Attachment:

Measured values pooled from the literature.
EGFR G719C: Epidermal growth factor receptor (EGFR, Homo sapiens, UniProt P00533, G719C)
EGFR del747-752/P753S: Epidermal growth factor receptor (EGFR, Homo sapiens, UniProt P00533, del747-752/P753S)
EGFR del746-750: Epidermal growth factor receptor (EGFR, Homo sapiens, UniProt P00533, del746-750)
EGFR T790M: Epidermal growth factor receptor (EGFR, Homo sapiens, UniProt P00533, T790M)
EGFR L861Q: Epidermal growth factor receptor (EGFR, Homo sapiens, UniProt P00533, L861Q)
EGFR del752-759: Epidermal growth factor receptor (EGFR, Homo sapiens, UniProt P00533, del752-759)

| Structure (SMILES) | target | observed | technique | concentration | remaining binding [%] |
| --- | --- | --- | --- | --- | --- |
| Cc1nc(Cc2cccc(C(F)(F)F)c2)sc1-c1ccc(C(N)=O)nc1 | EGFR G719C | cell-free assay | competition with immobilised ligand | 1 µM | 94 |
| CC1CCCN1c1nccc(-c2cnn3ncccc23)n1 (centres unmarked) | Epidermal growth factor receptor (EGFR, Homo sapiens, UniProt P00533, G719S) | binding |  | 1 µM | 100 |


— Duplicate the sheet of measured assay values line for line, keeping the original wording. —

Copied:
Measured values pooled from the literature.
EGFR G719C: Epidermal growth factor receptor (EGFR, Homo sapiens, UniProt P00533, G719C)
EGFR del747-752/P753S: Epidermal growth factor receptor (EGFR, Homo sapiens, UniProt P00533, del747-752/P753S)
EGFR del746-750: Epidermal growth factor receptor (EGFR, Homo sapiens, UniProt P00533, del746-750)
EGFR T790M: Epidermal growth factor receptor (EGFR, Homo sapiens, UniProt P00533, T790M)
EGFR L861Q: Epidermal growth factor receptor (EGFR, Homo sapiens, UniProt P00533, L861Q)
EGFR del752-759: Epidermal growth factor receptor (EGFR, Homo sapiens, UniProt P00533, del752-759)

| Structure (SMILES) | target | observed | technique | concentration | remaining binding [%] |
| --- | --- | --- | --- | --- | --- |
| Cc1nc(Cc2cccc(C(F)(F)F)c2)sc1-c1ccc(C(N)=O)nc1 | EGFR G719C | cell-free assay | competition with immobilised ligand | 1 µM | 94 |
| CC1CCCN1c1nccc(-c2cnn3ncccc23)n1 (centres unmarked) | Epidermal growth factor receptor (EGFR, Homo sapiens, UniProt P00533, G719S) | binding |  | 1 µM | 100 |